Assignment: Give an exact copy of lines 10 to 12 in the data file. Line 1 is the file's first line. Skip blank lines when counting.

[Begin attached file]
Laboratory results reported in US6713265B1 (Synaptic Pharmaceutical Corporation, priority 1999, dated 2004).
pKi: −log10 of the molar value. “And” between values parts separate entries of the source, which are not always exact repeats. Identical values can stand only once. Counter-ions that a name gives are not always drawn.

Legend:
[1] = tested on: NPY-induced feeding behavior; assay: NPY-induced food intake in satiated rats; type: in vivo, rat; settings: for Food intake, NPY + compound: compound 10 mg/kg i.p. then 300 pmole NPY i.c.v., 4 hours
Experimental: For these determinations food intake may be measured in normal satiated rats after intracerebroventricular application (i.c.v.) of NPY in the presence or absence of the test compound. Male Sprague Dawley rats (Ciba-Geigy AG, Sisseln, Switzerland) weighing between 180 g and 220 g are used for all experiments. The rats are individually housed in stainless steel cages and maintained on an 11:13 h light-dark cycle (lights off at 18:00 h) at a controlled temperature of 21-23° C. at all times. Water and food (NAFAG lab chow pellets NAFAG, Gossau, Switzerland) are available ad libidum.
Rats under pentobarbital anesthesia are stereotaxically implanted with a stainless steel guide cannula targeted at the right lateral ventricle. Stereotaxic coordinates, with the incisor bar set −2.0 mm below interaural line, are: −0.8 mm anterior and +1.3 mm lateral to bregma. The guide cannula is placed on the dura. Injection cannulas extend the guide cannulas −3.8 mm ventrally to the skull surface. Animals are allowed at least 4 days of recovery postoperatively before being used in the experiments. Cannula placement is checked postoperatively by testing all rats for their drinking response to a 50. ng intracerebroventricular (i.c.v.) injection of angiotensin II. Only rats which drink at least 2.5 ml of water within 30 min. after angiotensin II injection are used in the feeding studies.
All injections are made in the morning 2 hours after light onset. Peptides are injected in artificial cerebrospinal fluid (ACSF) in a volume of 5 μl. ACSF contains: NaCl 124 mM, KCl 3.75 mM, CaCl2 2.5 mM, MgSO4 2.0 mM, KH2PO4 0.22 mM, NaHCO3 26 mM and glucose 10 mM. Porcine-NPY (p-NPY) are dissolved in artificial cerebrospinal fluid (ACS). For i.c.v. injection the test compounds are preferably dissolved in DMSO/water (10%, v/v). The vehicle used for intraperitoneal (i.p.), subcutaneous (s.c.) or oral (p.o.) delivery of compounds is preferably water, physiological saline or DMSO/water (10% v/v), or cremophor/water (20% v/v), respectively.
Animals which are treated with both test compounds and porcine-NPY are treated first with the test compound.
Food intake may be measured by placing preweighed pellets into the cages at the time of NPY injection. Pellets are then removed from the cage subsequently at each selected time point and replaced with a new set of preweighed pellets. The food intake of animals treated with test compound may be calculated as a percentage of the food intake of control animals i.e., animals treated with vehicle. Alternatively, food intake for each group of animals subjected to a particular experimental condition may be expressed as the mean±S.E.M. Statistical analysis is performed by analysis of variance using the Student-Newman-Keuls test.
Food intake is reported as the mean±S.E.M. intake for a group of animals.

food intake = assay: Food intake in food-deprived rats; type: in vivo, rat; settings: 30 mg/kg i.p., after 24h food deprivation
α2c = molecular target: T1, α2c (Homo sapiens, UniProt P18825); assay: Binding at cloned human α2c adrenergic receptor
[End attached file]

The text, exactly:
Food intake is reported as the mean±S.E.M. intake for a group of animals.

food intake = assay: Food intake in food-deprived rats; type: in vivo, rat; settings: 30 mg/kg i.p., after 24h food deprivation
α2c = molecular target: T1, α2c (Homo sapiens, UniProt P18825); assay: Binding at cloned human α2c adrenergic receptor